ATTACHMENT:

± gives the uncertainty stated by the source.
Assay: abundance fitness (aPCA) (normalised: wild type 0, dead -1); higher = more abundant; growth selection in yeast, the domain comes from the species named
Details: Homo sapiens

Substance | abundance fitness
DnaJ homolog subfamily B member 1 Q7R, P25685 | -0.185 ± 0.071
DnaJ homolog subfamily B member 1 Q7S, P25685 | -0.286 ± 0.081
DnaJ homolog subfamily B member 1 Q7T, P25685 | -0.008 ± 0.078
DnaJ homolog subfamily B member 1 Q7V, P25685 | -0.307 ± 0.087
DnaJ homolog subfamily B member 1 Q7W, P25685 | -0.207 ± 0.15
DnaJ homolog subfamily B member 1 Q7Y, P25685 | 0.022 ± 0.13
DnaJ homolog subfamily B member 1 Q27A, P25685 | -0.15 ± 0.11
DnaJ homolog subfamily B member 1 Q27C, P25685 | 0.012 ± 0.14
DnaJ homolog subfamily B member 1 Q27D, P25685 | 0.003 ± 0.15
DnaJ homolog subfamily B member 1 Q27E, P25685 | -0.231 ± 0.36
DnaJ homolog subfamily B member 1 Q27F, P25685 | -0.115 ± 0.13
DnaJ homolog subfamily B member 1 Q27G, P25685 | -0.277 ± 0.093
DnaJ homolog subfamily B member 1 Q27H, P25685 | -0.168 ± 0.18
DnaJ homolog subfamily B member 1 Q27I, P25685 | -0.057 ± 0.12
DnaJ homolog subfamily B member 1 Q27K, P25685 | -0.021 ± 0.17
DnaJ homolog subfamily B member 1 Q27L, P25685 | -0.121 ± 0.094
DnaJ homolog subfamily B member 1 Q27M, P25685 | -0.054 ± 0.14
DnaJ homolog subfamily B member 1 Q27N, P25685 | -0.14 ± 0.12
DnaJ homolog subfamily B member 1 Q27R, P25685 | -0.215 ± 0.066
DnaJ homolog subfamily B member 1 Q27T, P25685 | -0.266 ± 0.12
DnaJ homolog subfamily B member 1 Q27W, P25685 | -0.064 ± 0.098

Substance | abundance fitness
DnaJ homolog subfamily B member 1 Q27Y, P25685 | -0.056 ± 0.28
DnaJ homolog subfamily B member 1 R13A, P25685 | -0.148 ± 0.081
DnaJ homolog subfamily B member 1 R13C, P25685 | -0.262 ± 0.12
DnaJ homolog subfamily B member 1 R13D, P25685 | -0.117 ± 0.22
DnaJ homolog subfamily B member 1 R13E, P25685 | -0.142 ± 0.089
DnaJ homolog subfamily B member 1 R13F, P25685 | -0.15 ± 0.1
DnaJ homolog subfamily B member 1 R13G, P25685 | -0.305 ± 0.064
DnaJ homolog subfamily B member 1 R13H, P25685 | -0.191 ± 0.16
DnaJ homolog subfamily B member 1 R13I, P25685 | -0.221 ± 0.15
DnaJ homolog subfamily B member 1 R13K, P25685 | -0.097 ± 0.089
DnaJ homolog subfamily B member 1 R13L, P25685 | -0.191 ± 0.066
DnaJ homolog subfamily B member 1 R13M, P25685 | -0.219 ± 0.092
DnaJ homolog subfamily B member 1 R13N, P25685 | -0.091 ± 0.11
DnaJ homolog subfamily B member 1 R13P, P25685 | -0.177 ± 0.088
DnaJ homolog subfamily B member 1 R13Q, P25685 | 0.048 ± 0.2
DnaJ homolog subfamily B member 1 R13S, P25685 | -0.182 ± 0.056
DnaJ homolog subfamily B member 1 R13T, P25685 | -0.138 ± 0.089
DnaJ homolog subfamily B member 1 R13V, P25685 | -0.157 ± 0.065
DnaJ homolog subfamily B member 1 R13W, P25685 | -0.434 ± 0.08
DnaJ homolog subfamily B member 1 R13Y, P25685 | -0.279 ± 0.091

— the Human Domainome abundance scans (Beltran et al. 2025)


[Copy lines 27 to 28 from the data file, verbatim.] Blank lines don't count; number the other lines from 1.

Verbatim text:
DnaJ homolog subfamily B member 1 Q27Y, P25685 | -0.056 ± 0.28
DnaJ homolog subfamily B member 1 R13A, P25685 | -0.148 ± 0.081